OLYMPUS DIGITAL CAMERAWriting on this blog a couple of weeks back, about the narrative voices of the book, and film of ‘Barry Lyndon,’ I asserted that the film was grimmer…

That was after reading the first few pages of the novel, having seen the whole film. Having read the whole novel, I find my first impressions have to be revised. Yet I cannot say simply that the novel is grimmer. Rather it’s that the comic element that I detected in Thackeray’s narrator, an element entirely missing from Kubrick’s film, has worn thin by the time we have worked our way into the book.

I’ve long been a fan of Thackeray’s Vanity Fair, but he went up further in my estimation as I reached the end of Barry Lyndon. Lyndon is a first person narrator, and one that is used by the author in that most enjoyable of ways, for the reader, by which it reveals far more of its true character than the speaker realises; more in fact than the character has even been aware of.

A consequence of this, is that as we read Lyndon’s account of his own life our perception of him becomes progressively at odds with his own, and perhaps also, we begin to recognise where the author is using this self-obsessed bully to highlight some of the ills which he, the author, perceives within his own society. Lyndon’s self-indulgent and myopic narcissim begins to grate. The events of the written story are not so much grimmer than the filmed one, but they make the novel profoundly sad, for Thackeray shows us a man whose self-regard not only damages those around him, but which also, ultimately, leads to his own downfall. The fact that that he never recognises this, rather than saving him from its consequences, adds to his tragedy. In the film, the Lyndon character is redeemed, to some extent, by the action. His opinion, his understanding of what has taken place is not an issue. This redemption is most obvious in the scene, entirely absent from the book, in which Lyndon tries to save his stepson from the consequences of the duel that he has demanded. That this backfires on Lyndon, leading to an injury and amputation not suffered by the book’s hero, turns the character into one with whom we can sympathise in a much less subtle way, than we might be able to sympathise with the broken, imprisoned Lyndon of the book.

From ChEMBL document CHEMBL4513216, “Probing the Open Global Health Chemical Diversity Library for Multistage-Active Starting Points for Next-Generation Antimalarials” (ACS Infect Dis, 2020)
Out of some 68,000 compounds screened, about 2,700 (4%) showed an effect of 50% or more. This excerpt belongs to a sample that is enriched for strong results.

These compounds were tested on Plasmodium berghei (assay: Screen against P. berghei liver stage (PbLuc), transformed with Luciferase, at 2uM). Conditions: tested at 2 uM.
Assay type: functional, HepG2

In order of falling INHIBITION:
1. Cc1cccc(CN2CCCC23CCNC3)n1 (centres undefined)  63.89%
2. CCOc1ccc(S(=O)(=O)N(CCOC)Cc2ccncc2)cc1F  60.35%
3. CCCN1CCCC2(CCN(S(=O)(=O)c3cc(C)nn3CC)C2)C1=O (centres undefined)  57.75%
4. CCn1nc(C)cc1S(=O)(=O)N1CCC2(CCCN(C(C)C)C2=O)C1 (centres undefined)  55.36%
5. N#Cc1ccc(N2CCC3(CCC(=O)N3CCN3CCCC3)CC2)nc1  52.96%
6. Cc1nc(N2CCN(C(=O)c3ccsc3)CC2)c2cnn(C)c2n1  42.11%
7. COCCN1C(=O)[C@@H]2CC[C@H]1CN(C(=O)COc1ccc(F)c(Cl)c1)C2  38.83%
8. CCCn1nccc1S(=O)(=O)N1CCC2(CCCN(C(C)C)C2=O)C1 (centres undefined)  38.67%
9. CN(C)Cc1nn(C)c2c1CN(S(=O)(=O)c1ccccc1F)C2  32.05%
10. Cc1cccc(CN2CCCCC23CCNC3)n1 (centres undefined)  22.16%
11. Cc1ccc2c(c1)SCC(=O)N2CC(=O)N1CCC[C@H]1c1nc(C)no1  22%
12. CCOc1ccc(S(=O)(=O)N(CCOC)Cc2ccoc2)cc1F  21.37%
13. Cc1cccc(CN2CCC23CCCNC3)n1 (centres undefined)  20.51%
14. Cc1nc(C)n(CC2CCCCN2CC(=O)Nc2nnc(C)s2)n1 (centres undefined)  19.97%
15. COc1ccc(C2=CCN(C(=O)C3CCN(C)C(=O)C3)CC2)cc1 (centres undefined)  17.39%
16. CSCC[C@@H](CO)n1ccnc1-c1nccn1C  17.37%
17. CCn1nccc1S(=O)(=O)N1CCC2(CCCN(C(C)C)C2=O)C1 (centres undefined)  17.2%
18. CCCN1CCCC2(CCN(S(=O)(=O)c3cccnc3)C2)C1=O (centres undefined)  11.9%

Here is a difference between text and image. We are shown, in the film, a sequence of events, such, as one of Lyndon’t many duels. We are told, in the novel, his version of those events. In the film the shown events have an objectivity that strips the telling of those events of the irony – a darkly comic irony – that Lyndon’s verbal account of them, in the text, supplies.

Most trenchant, for me, was the second half of the novel, in which the eponymous hero, stalks the woman who will give him his Lyndon name. Having trapped her, his cruelty towards her during their sham marriage is shocking, but more so, is his self-justification of it, and his total inability to see the truth of her, and his situations. Even when brought down by her eventual rescuers, Lyndon can see himself only as the innocent victim of fools and knaves. The word stalker hadn’t, I think, been used with the meaning we imbue it with today, when the book was written – nor, probably, when the film was made – but that was the word that sprang to mind, as I read Lyndon’s account of how he had ‘wooed’ his wife!

He is a monstrous character, far less likeable than the character presented by Ryan O’Neal in the film, and we know this, purely from the dissonance between what we perceive him to understand by the words he uses, and what we perceive them to mean. There is no equivalent to this in the film, neither in its mis-en-scene, nor in the measured narrative of the third person voice-over.OLYMPUS DIGITAL CAMERA